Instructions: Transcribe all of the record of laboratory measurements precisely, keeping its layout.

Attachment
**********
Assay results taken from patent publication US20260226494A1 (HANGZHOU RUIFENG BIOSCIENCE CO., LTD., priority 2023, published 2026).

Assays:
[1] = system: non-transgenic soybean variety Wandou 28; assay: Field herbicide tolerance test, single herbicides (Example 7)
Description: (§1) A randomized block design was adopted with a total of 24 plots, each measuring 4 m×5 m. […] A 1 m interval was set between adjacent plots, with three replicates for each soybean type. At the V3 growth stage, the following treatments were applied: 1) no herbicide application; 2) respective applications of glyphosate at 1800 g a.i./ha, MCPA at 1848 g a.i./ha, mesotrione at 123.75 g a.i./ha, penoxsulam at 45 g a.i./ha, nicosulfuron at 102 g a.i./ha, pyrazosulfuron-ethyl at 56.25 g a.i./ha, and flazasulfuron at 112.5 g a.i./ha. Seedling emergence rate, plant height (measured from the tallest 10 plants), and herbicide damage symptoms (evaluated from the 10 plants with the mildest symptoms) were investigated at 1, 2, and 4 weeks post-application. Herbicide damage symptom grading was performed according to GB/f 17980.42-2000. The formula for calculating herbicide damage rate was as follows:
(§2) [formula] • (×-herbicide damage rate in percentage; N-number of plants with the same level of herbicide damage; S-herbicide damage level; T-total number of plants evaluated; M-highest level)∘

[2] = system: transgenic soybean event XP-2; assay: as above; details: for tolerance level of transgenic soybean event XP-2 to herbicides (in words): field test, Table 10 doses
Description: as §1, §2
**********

Assay results taken from patent publication US20260226494A1 (HANGZHOU RUIFENG BIOSCIENCE CO., LTD., priority 2023, published 2026).

Assays:
[1] = system: non-transgenic soybean variety Wandou 28; assay: Field herbicide tolerance test, single herbicides (Example 7)
Description: (§1) A randomized block design was adopted with a total of 24 plots, each measuring 4 m×5 m. […] A 1 m interval was set between adjacent plots, with three replicates for each soybean type. At the V3 growth stage, the following treatments were applied: 1) no herbicide application; 2) respective applications of glyphosate at 1800 g a.i./ha, MCPA at 1848 g a.i./ha, mesotrione at 123.75 g a.i./ha, penoxsulam at 45 g a.i./ha, nicosulfuron at 102 g a.i./ha, pyrazosulfuron-ethyl at 56.25 g a.i./ha, and flazasulfuron at 112.5 g a.i./ha. Seedling emergence rate, plant height (measured from the tallest 10 plants), and herbicide damage symptoms (evaluated from the 10 plants with the mildest symptoms) were investigated at 1, 2, and 4 weeks post-application. Herbicide damage symptom grading was performed according to GB/f 17980.42-2000. The formula for calculating herbicide damage rate was as follows:
(§2) [formula] • (×-herbicide damage rate in percentage; N-number of plants with the same level of herbicide damage; S-herbicide damage level; T-total number of plants evaluated; M-highest level)∘

[2] = system: transgenic soybean event XP-2; assay: as above; details: for tolerance level of transgenic soybean event XP-2 to herbicides (in words): field test, Table 10 doses
Description: as §1, §2